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Fires of Alexandria Paperback – July 7, 2011
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There are also a couple of places where key transitions are made, the main characters figure something out, and it's not clear what they base their insight upon. Again, you stop and say to yourself, what made them see that.... And, of course, a few problems with commas and apostrophes scattered here and there.
In spite of the writing, the story is excellent and carries the reader through to the end. Each character has his/her own voice and is memorable, even the bad guys.
But please, Mr. Carpenter, hie thee to an editor! It distresses me greatly to see a good book ruined unnecessarily by poor composition.
As we get into the book we find Heron who was one of the greatest inventors and mathematicians there was is a woman. Taking on the role of Heron after her twin brother died she also took on his debts that he left behind. As she is called upon to find out who was the cause of the great fire she knows that this money will pay off the debts to Lysimachus as long as she can hold him off before he gets any ideas about her niece.
This is quite an enjoyable read that takes the reading back into the historical archives of history back to the years 350 BC to 10-70 AD. Back to when the Roman Empire ruled. If you are a historical buff and like to read fictional novels based on actual happenings, then you will enjoy this new saga. This book can be purchased at Amazon, Barnes & Noble or on Smash-words either as a e-book or paperback.
I would like to thank the author for giving me the chance to read his book. I found this to be an enjoyable read.
From a bit of study Heron (or Hero) of Alexandria was a genius and did create a large variety of the wonders ascribed to him in the novel. I can even accept a German prince in Egypt though I really do think the Romans would have been a little more vigilant. Still this is an alternate history.
What is really annoying is that a talent is about 17 lbs of silver or gold. You do not carry that in your purse and lenders do not lend you that amount of money to someone who is not a prince or owns a lot of land.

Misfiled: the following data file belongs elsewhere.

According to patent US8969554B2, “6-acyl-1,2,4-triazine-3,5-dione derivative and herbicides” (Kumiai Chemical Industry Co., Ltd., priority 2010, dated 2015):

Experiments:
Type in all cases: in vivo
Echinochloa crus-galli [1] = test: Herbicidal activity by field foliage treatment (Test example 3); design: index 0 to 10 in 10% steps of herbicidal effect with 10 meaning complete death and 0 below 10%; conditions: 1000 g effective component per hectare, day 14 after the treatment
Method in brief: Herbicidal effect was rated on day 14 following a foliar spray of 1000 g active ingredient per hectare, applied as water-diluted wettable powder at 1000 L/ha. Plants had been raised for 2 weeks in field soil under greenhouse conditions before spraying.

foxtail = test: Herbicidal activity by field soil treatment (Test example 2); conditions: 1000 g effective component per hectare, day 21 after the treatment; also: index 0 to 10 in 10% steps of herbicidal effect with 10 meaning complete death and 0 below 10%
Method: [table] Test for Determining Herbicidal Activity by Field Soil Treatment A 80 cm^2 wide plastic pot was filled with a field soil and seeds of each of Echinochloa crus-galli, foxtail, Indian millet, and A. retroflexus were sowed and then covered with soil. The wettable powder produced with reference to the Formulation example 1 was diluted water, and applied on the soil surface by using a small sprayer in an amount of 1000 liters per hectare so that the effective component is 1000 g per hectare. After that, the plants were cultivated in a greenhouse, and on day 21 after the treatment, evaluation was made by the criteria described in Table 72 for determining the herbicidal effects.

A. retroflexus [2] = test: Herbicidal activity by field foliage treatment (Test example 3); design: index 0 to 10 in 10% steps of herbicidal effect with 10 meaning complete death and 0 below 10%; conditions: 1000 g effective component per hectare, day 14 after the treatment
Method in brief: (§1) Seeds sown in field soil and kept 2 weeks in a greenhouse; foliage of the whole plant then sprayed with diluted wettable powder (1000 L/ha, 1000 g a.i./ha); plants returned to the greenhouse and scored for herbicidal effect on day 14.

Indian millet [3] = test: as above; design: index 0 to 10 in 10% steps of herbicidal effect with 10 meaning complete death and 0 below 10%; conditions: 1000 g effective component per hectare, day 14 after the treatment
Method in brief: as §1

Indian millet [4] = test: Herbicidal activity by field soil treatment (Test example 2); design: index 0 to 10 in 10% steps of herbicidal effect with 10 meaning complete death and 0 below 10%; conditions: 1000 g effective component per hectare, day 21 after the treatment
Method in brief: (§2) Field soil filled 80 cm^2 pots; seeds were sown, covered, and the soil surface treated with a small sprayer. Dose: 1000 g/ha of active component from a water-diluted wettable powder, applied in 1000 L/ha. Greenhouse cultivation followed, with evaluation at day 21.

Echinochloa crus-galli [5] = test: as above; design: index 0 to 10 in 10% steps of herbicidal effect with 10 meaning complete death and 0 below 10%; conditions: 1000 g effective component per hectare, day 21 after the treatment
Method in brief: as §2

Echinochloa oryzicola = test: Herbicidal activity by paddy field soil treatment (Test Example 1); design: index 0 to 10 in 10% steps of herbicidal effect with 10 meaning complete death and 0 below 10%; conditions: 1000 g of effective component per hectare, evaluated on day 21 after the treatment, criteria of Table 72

So could the author please get your standards and measures right. The coinage of Alexandria would have been the silver drachma since it was a Greek city.
Second, I confess, I’m not usually a historical reader, so my perceptions may be slanted by my lack a familiarity with the genre. Not being an ancient history buff, my reading wasn’t diminished comparing the story with facts, either. But I appreciated that there were notes at the end of the book indicating what was fact and what was fiction, and I was surprised how much truth was woven into the storyline.
That said, I’m sure historical facts back up the horrible treatment of people in the book, but I found the squalor and abuse so off-putting that I had to take breaks during my reading to distance myself from its realistically historic picture. So I’d say the characters and story drew me in effectively, though I was disturbed by the violence and constant threat overhanging the inventor and her niece. I’m sure bad things happen these days, but it seemed so societally pervasive that I’m very glad that era is past.
I most enjoyed the idea that the great inventor was actually a disguised woman. Her clever creativity and imaginative inventions are among the most absorbing parts of the story.
Fires of Alexandria graphically portrays a slice of ancient life; if that is the sort of historic read you prefer, this one is worth your while. I think I’d rather gloss over the deplorable abusive conditions and stick with sanitized history texts.